I was as surprised as anyone when Apple announced that Logic Pro was coming to the iPad. I was excited too. Logic Pro is an app I use every week to produce MacStories’ podcasts, and I’d wanted the freedom to do that work on the iPad for a very long time.
However, my excitement was tempered by skepticism about whether the kind of work I do would be supported. Logic Pro for the Mac is designed for music production. It’s a very capable podcast production tool, too, but editing podcasts uses only a tiny fraction of Logic Pro’s tools. With the focus on music production in Apple’s press release announcing the iPad version, I wondered whether the subset of production tools I use would find their way onto the iPad or not.
So, when Apple offered to send me a 12.9” M2 iPad Pro with a Magic Keyboard and Apple Pencil last week to test Logic Pro for iPad, I jumped at the chance to see what it could do. Since last week, I’ve played with Logic Pro’s music-making tools, which I’ll cover below. They’re impressive, but I’ve spent most of my time putting the app through a more personal, real-world test: podcast editing. After some initial exploration of Logic Pro’s UI to get my bearings, I created a project, dropped in the audio tracks from last week’s episode of MacStories Unwind, and started editing.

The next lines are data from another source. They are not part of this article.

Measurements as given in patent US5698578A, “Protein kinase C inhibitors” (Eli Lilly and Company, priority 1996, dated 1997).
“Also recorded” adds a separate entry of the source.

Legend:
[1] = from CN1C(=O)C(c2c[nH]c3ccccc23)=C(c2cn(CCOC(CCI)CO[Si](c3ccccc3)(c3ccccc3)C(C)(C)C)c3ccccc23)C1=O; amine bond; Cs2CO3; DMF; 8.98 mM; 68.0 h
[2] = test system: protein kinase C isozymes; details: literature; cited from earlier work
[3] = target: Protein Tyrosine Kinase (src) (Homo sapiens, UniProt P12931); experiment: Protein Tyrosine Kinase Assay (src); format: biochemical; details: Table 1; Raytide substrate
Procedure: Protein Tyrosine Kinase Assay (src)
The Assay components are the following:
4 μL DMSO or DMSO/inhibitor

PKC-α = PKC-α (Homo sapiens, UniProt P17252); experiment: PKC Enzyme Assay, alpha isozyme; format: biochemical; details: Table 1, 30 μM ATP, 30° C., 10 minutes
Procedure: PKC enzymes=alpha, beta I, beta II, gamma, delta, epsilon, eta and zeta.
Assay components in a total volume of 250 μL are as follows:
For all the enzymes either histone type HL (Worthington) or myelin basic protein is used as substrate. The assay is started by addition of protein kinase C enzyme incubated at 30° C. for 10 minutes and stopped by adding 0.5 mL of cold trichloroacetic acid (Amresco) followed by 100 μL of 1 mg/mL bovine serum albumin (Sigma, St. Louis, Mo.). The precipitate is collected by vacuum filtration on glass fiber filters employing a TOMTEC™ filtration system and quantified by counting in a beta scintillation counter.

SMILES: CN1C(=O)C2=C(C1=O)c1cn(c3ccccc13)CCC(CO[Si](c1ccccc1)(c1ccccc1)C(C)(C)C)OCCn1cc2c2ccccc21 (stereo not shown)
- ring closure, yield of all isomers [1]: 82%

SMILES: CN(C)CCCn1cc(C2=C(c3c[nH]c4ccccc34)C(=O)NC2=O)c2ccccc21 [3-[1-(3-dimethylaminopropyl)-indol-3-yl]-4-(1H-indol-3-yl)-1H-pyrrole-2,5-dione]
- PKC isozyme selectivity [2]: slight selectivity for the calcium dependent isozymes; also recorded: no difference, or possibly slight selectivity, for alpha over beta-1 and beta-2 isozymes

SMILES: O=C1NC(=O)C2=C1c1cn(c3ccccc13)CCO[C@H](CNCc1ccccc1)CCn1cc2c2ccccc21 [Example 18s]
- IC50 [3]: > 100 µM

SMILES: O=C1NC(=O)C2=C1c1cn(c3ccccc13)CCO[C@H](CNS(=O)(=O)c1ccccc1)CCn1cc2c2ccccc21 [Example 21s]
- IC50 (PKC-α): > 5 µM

What I found is that Logic Pro for iPad is a remarkably capable alternative to the Mac version. The app comes with limitations and frustrations, like any first version of a complex new app, but it’s also the real deal. Logic Pro for iPad isn’t a companion app to the Mac version. The iPad version doesn’t match the Mac app feature-for-feature, but it’s not a watered-down version of the desktop version either. Instead, Logic Pro for iPad delivers on the promise of the iPad’s hardware in a reimagined way that we haven’t seen enough of with so-called ‘pro’ apps.
There’s a lot of ground to cover between my podcasting experiments and the music production features of Logic, so let’s dive in.